Mali

Let’s Bring Gender-Based Violence Out of the Shadows in Mali

This post was originally published on VITAL, the blog of IntraHealth International.

In Bamako, MaIngrid Marzuolali, last month, I sat in on a workshop about training health workers to comprehensively care for victims of sexual and gender-based violence. From the heated debates going on around the room—including when and if a husband has the right to beat his wife and whether or not the wife considers it acceptable—it was clearly a topic not often discussed openly.

In fact, this kind of training curriculum is unprecedented in Mali. Read more »

Northern Mali’s Nursing Students Are Learning Fast—Because They Must

This post was originally published on the IntraHealth International blog.

CapacityPlus has been working in Mali through activities strengthening health workforce leadership, human resources information systems, and preservice education; activities have been temporarily suspended since April 2012 due to a coup d’état and the ongoing crisis in Mali’s northern regions.

Cheick TouréMali is currently experiencing the most severe crisis of its existence. When heavily armed Tuareg rebels and Islamist rebel groups poured in from Libya on January 17, 2012, they quickly defeated the underequipped, disorganized Malian army. Now they have seized the country’s vast northern regions and are working to force sharia—or Islamic law—on the people there.

The most visible rebel chief is not Malian—he is from Pakistan—and he often appears on TV to say that sharia is good for Mali. That if Mali accepts Islamic law, the rebels will help the country to get funds from other Islamic countries. Read more »

The Situation in Northern Mali

This post was originally published on the IntraHealth International blog.

CapacityPlus has been working in Mali through activities strengthening health workforce leadership, human resources information systems, and preservice education; activities have been temporarily suspended since April 2012 due to a coup d’état and the ongoing crisis in Mali’s northern regions.

Margarite NatheMany Americans are unaware of the disaster that’s been unfolding in Mali for the past eight months. The northern region—a tract of the Sahara Desert that’s vaster than the state of California—became a warzone when radical Islamist rebel groups invaded in March 2012. The rebels are now enforcing sharia, or Islamic law, and their so-called justice is brutal and shocking. (It would be hard to believe it was real, if the rebels didn’t make a habit of posting photographic and video evidence of the atrocities—such as stonings and dismemberments—to Facebook and YouTube on a regular basis.)

The United States government is trying to decide whether and how to get involved. But some of Mali’s neighbors are already on the move—leaders from 15 West African countries agreed at an emergency summit earlier this month to send 3,300 of their own soldiers to try to oust the rebels. Read more »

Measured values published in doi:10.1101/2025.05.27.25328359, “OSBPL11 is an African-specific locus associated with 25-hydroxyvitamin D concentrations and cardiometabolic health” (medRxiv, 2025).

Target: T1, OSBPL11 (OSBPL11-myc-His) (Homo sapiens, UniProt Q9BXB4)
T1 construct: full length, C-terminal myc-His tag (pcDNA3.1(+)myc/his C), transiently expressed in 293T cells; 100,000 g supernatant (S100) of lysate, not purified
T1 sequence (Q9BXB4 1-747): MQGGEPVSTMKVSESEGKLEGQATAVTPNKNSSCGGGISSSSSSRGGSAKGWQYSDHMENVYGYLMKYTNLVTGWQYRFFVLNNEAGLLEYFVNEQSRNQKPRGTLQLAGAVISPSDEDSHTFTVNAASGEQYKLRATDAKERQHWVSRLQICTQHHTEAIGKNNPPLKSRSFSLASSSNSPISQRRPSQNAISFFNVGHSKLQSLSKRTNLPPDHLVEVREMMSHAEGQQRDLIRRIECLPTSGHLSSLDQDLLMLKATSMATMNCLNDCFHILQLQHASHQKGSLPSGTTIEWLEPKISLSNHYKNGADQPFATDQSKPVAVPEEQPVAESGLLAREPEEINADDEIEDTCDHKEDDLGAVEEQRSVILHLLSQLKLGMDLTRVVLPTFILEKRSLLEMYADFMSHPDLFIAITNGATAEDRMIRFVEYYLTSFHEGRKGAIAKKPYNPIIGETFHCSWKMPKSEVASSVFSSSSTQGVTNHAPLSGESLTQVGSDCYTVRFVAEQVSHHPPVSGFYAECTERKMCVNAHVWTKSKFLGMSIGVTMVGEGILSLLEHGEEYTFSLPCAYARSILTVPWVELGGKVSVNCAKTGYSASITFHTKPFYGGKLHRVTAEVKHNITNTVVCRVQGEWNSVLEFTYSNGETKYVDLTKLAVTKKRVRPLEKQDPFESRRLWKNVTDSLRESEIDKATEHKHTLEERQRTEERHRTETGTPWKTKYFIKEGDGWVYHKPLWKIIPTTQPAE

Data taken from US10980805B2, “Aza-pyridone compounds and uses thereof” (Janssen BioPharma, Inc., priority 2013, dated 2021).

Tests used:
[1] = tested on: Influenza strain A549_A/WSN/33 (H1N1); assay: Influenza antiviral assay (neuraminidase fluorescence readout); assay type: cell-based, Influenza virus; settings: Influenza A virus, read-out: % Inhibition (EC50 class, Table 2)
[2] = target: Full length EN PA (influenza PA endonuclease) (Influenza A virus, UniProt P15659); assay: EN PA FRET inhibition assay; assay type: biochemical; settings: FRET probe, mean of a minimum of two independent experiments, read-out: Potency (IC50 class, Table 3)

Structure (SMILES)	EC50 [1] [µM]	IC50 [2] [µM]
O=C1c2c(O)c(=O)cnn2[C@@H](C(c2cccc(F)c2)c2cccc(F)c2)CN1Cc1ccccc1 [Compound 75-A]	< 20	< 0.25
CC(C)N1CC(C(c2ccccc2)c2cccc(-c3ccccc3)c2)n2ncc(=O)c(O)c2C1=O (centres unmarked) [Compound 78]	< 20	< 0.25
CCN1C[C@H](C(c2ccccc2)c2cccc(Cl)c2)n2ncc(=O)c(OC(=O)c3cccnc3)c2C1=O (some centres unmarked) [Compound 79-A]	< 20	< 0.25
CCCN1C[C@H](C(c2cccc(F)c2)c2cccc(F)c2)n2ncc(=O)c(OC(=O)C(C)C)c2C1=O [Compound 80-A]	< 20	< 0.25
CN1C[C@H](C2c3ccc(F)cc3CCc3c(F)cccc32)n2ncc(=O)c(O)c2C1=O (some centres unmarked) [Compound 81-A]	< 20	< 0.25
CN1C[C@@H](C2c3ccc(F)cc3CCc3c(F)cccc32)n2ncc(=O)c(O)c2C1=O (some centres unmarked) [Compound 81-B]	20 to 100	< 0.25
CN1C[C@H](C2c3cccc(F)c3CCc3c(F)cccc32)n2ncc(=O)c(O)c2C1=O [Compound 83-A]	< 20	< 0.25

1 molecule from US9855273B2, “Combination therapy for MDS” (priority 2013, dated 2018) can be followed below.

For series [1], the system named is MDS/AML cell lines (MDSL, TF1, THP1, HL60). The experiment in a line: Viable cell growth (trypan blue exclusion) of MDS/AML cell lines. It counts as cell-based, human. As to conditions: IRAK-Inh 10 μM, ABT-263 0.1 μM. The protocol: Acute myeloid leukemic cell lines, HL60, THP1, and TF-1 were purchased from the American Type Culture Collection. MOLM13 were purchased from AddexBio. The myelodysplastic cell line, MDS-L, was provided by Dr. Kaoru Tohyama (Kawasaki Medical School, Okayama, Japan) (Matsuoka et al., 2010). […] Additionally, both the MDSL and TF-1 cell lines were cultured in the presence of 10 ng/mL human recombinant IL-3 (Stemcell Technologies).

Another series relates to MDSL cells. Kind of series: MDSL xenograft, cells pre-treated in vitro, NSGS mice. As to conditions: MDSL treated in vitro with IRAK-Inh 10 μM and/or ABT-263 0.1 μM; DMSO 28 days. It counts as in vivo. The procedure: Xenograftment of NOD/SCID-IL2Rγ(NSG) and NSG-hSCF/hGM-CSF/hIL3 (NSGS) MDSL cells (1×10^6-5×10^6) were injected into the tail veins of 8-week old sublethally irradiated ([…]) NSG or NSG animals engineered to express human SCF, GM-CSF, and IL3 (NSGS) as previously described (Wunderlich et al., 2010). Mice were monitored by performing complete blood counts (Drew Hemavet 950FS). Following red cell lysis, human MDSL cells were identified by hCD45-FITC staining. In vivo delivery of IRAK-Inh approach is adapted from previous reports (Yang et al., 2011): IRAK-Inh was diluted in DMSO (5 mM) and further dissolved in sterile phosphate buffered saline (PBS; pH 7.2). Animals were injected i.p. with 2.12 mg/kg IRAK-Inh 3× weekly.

From Cairo to Dakar: Population Dynamics in Mali

This post was originally published on the IntraHealth International blog.

Twenty yeSara Pacqué-Margolisars ago I arrived in Bamako, Mali, and discovered a capital city settling into relative calm following a military-led coup. My first images of Bamako were of cows, cars, and citizens grazing, grinding gears, and gridlocked on Bamako’s main artery through town—the Route de Koulikoro. 

One did not have to travel far on this road to experience the full spectrum of Malian culture and economy. Brand-new, shiny Land Rovers shared the road with bush taxis, mopeds, bikes, an occasional chicken, and many, many pairs of shuffling feet. Read more »

Discrimination in Law: Putting Female Health Workers at Risk

Max SeunikThe temperature is stifling, red-tinged dust seems to coat every surface, and the whir of many fans fills the air with a rhythmic pulsing. I am seated on a bench in a small community center in Kati, Mali, observing a training meeting for all of the relais (health care volunteers) from the surrounding villages, sponsored by CapacityPlus.

The room is packed with women wearing bright and colourful boubous. Some are cradling babies, others are scribbling down notes—but they are all intensely attentive.

Relais are the backbone of Mali’s health care system. They are most important in remote underserved villages that lack health infrastructure, where they provide advice on prenatal and postnatal care. The training session focused on a picture book developed by the Malian government and a host of NGO partners.

The innovative guide has everything from images of a woman dragging her daughter to be excised under the word “NON” in a bold red to an illustration of a couple and their baby sleeping under a mosquito net. Read more »

Syndicate content
--